Gilbert and Sullivan operas don't seem to be performed with great regularity these days. But the Michigan Opera Theatre Children's Chorus (MOTCC) on March 24 brought "H.M.S. Pinafore" to life for a local audience, most of whom probably had never seen Gilbert and Sullivan.
It was my first exposure to the MOTCC, and I had my doubts about the ability of a youth troupe to carry off the challenging music of "H.M.S. Pinafore." How good, I thought, could young teenagers be at singing, for example, "For he is an Englishman."
But the young actors were tremendous and inspiring, and, in a few cases, dumbfounding in how well they handled the material. Ryan Hurley from Huntington Woods as Captain Corcoran, looked, at 6' 2", every bit of 17. A fact-check revealed he is just 13. Hurley not only commanded the ship, but the part as well, wowing the audience with his perfect falsetto. When Pinafore is cast with adults, Corcoran's part is typically cast with a baritone. But as these kids' voices haven't changed yet, and there were a few vocal surprises.
Another standout was Livonia's Emily Crombez as Little Buttercup. At 15, Crombez was a confident presence on stage, and her voice was at its best with "Things Are Seldom what they seem," though perhaps not with her signature piece, "I'm called Little Buttercup." Farmington Hills' Avery Rausch, 14, took control of a difficult but stand-out role of Dick Deadeye, a rodent-like comic crew member on the Pinafore who must contort his body into a question-mark for the entire play.
The story line of "H.M.S. Pinafore" is of a seaman who professes his love for the Captain's daughter, Josephine, a woman clearly out of his social set. The daughter is meant to be married off to the much older Monarch of the Queen's Navy, Sir Joseph Porter, a cabinet officer. It turns out that Josephine, played by Waterford's Baily Spry, 16, also secretly loves seaman Ralph Rackstraw, played by Livonia's Alex Capeneka, 14. Buttercup, a woman who sells the seaman trinkets, lace and candy to give to their girls, reveals a secret at the end (typical of Gilbert and Sullivan stories) that she previously worked as a baby nurse, and had mixed up Captain Corcoran and Rackstraw at birth; thereby reversing their social status. The story is resolved with Corcoran and Rackstraw switching places, thus leaving Josephine to marry above her station since, as the daughter of Corcoran, now returned to rank of common seaman, she is now marrying the Captain of one of her majesty's ships of the line.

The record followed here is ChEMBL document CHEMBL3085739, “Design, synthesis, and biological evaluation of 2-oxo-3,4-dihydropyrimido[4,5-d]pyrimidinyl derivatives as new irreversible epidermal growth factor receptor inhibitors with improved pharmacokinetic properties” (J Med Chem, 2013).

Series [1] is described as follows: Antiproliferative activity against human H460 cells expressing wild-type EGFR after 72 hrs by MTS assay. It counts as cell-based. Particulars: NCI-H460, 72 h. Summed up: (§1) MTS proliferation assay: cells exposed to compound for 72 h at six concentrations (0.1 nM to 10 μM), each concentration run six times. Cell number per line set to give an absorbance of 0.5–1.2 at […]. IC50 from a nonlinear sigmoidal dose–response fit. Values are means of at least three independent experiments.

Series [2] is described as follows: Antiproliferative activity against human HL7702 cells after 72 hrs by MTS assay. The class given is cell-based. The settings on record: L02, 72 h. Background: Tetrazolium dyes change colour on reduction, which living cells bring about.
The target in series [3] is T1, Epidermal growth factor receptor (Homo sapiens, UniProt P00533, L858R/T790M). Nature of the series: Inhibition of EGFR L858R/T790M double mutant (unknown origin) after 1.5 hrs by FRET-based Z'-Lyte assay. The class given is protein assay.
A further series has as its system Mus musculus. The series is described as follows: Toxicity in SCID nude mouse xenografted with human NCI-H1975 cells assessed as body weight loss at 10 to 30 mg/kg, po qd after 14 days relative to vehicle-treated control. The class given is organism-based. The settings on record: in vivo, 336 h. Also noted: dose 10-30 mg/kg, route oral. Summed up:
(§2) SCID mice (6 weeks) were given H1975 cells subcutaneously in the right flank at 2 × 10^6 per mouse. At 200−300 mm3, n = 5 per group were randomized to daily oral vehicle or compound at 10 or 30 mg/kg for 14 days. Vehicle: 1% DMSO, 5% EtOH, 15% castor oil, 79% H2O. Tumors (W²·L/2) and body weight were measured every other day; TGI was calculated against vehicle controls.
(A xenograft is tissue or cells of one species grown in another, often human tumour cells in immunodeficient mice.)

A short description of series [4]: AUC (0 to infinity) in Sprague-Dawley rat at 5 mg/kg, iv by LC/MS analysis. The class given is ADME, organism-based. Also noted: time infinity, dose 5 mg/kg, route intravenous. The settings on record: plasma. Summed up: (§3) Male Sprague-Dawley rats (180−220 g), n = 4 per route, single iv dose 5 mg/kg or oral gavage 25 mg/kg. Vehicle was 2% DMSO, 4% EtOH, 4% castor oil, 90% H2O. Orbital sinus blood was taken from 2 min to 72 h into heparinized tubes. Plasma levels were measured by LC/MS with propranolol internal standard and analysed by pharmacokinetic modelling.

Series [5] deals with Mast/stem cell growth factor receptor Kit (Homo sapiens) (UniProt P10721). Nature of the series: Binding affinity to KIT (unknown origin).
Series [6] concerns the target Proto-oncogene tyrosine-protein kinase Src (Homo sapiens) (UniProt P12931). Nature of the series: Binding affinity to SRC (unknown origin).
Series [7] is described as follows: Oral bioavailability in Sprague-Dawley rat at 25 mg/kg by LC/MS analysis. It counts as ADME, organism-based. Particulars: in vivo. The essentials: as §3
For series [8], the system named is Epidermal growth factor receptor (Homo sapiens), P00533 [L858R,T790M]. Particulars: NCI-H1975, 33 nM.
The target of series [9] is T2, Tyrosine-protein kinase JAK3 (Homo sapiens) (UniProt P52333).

A period comic opera requiring English accents is not what I would normally choose for such young actors to perform. But these actors represent the best of the best from our area schools, and showed they can tackle just about any material. When Avery Rausch was asked how he managed his accent training, his answer was obvious: "I watched a lot of YouTube videos and 'My Fair Lady.'"
The set design by Monica Essen was striking and lit up the stage. Orchestra conducted by Dianna Hochella carried the music perfectly to match the young voices. If there was one sacrifice to the young vocal chords made, it was in microphoning the principal actors. While I have seen this turn out badly, the sound system in the opera house is of a quality that it did not detract at all, and we had the benefit of hearing them all quite clearly. Though obviously an English-language play, the opera house nonetheless employed the electronic super-titles for song lyrics. This was a good idea, because Gilbert and Sullivan is filled with big vocabulary words unknown to a lot of children in the audience, seeing the words as they were sung no doubt helped deliver the story: I know it helped my 10-year-old son.
There was, sadly, just one performance of "H.M.S. Pinafore," though there was a dress rehearsal that attended mostly by students on Friday, March 23.
The less than full-house on Saturday was a shame for such an excellent production. Not only was I charmed, but every seat should have been filled by a young aspiring actor from the Southeast Michigan region. I brought the one who belongs to me, a 10-year old named Henry, and he seemed equally charmed.
Though some of the MOTCC actors have been in the troupe for multiple years, each child must audition anew each spring. The auditions for the 2012-2013 season will be held at the Detroit Opera House on May 21, June 9 and June 11. Information can be gotten at www.motcc.org.
Be forewarned, judging by the "H.M.S. Pinafore" performance, the competition is fierce.